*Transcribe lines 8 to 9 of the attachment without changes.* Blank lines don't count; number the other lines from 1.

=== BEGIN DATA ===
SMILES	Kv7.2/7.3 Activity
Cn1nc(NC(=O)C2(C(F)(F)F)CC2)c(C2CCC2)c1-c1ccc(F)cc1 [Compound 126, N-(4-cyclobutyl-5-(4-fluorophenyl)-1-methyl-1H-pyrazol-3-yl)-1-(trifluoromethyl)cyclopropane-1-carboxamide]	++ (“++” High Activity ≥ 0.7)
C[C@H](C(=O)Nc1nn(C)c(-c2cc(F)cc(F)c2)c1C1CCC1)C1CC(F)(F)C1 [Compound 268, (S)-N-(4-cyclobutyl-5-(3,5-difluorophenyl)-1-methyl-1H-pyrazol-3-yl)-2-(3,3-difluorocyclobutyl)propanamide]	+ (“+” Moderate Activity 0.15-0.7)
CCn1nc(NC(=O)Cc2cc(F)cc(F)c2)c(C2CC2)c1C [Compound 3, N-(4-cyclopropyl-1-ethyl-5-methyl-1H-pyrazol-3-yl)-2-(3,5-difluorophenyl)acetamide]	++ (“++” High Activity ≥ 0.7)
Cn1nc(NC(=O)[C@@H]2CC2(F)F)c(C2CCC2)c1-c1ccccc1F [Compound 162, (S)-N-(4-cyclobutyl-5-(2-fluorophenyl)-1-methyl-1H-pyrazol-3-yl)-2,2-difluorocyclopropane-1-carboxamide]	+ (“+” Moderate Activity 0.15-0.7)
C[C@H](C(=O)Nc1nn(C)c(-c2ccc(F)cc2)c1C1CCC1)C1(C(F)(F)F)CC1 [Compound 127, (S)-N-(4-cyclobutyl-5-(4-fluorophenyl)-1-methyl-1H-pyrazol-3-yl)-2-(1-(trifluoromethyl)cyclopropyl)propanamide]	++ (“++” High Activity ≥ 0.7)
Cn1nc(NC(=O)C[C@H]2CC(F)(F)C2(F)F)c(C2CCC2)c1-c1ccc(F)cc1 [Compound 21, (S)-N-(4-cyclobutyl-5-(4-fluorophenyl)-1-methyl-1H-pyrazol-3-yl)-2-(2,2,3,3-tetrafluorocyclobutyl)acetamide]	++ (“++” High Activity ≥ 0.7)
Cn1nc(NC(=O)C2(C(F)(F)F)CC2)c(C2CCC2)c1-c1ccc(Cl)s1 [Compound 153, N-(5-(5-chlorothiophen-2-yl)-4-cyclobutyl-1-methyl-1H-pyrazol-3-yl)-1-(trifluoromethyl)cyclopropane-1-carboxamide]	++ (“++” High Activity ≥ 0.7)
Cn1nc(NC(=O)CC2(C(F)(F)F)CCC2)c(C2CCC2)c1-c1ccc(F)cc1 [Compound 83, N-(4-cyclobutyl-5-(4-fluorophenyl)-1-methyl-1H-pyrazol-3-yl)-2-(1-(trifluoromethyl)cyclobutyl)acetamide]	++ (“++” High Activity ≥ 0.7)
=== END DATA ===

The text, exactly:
Cn1nc(NC(=O)C2(C(F)(F)F)CC2)c(C2CCC2)c1-c1ccc(Cl)s1 [Compound 153, N-(5-(5-chlorothiophen-2-yl)-4-cyclobutyl-1-methyl-1H-pyrazol-3-yl)-1-(trifluoromethyl)cyclopropane-1-carboxamide]	++ (“++” High Activity ≥ 0.7)
Cn1nc(NC(=O)CC2(C(F)(F)F)CCC2)c(C2CCC2)c1-c1ccc(F)cc1 [Compound 83, N-(4-cyclobutyl-5-(4-fluorophenyl)-1-methyl-1H-pyrazol-3-yl)-2-(1-(trifluoromethyl)cyclobutyl)acetamide]	++ (“++” High Activity ≥ 0.7)